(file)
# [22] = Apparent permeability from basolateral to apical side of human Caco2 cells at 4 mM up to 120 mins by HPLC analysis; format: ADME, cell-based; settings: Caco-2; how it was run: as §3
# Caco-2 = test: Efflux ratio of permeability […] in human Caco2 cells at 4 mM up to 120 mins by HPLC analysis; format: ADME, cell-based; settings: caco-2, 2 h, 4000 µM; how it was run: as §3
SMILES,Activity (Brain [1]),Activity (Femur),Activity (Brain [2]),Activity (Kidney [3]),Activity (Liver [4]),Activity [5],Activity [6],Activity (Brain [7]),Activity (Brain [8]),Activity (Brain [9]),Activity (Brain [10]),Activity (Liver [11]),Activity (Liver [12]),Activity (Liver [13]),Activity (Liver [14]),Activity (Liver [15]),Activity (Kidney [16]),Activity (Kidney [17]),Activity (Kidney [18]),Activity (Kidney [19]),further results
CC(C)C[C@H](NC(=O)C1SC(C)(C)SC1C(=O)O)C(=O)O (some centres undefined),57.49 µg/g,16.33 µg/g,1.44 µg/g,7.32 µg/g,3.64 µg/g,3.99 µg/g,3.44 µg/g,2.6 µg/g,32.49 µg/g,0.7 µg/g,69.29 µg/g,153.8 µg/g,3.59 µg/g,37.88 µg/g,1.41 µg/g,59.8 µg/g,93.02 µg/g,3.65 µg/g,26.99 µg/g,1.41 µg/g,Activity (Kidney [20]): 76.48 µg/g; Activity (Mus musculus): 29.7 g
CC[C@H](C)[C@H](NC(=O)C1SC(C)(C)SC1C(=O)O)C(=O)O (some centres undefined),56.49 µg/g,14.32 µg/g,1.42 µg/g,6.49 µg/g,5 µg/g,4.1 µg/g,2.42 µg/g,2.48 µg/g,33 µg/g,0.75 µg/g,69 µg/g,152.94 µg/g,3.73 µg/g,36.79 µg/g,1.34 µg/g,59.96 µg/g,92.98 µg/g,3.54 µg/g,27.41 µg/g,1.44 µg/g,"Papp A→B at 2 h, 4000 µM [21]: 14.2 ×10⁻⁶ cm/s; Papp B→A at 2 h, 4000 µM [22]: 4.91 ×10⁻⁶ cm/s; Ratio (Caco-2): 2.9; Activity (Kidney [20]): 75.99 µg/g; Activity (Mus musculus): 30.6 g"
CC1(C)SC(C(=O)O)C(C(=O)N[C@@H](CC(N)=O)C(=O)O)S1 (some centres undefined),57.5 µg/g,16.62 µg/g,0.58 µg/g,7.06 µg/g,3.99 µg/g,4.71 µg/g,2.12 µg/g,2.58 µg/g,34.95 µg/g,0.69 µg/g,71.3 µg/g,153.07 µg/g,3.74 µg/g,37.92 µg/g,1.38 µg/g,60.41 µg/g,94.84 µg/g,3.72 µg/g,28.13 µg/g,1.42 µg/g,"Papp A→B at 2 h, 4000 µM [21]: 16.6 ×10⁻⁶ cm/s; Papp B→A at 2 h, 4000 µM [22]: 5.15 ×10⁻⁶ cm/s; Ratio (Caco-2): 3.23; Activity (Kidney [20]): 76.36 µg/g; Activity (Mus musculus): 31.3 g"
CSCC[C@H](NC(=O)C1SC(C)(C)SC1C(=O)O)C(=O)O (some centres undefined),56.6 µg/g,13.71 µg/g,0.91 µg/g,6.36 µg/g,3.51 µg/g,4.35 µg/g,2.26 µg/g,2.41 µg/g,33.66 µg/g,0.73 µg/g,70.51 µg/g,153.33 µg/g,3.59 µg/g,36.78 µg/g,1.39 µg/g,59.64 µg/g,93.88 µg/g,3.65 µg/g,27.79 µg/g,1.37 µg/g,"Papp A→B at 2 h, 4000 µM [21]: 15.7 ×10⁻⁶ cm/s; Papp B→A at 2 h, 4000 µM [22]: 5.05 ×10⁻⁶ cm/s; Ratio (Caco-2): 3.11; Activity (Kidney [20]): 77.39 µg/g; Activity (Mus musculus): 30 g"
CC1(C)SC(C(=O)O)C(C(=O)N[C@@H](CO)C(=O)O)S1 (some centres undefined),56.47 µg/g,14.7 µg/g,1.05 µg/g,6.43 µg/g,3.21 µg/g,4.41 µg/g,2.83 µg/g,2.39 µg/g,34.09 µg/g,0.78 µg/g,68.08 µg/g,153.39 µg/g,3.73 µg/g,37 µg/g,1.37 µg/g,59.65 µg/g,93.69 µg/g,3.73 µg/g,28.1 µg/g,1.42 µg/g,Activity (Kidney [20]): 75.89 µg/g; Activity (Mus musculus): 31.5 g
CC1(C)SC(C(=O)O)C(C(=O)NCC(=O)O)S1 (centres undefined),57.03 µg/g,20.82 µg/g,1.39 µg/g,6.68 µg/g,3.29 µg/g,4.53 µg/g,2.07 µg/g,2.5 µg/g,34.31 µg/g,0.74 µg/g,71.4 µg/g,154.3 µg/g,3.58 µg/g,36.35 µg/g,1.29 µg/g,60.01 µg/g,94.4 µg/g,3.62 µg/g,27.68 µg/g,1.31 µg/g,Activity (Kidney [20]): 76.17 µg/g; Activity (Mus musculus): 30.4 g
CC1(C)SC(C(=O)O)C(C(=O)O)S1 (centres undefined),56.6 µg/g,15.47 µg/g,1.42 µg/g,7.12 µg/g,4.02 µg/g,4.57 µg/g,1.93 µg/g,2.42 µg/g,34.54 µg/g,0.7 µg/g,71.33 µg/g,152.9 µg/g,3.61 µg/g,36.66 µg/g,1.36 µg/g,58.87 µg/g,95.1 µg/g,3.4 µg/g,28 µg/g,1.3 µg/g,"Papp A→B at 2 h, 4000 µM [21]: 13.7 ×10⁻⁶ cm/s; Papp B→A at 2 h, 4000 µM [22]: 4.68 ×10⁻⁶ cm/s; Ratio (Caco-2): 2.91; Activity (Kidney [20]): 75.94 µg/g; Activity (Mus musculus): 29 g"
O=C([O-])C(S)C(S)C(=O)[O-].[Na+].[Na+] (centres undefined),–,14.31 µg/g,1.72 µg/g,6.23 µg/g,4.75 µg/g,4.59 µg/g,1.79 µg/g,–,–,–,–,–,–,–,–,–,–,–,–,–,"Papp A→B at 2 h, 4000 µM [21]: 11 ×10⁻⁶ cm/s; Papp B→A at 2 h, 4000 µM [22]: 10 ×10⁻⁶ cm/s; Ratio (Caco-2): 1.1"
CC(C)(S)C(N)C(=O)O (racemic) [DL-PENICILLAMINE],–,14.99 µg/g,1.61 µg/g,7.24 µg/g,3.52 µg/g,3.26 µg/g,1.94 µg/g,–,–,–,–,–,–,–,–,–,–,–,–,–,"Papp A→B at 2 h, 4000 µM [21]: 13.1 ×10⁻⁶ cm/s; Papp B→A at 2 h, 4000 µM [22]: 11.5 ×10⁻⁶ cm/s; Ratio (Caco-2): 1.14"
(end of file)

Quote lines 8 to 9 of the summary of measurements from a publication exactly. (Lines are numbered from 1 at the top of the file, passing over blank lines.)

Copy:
CC1(C)SC(C(=O)O)C(C(=O)N[C@@H](CO)C(=O)O)S1 (some centres undefined),56.47 µg/g,14.7 µg/g,1.05 µg/g,6.43 µg/g,3.21 µg/g,4.41 µg/g,2.83 µg/g,2.39 µg/g,34.09 µg/g,0.78 µg/g,68.08 µg/g,153.39 µg/g,3.73 µg/g,37 µg/g,1.37 µg/g,59.65 µg/g,93.69 µg/g,3.73 µg/g,28.1 µg/g,1.42 µg/g,Activity (Kidney [20]): 75.89 µg/g; Activity (Mus musculus): 31.5 g
CC1(C)SC(C(=O)O)C(C(=O)NCC(=O)O)S1 (centres undefined),57.03 µg/g,20.82 µg/g,1.39 µg/g,6.68 µg/g,3.29 µg/g,4.53 µg/g,2.07 µg/g,2.5 µg/g,34.31 µg/g,0.74 µg/g,71.4 µg/g,154.3 µg/g,3.58 µg/g,36.35 µg/g,1.29 µg/g,60.01 µg/g,94.4 µg/g,3.62 µg/g,27.68 µg/g,1.31 µg/g,Activity (Kidney [20]): 76.17 µg/g; Activity (Mus musculus): 30.4 g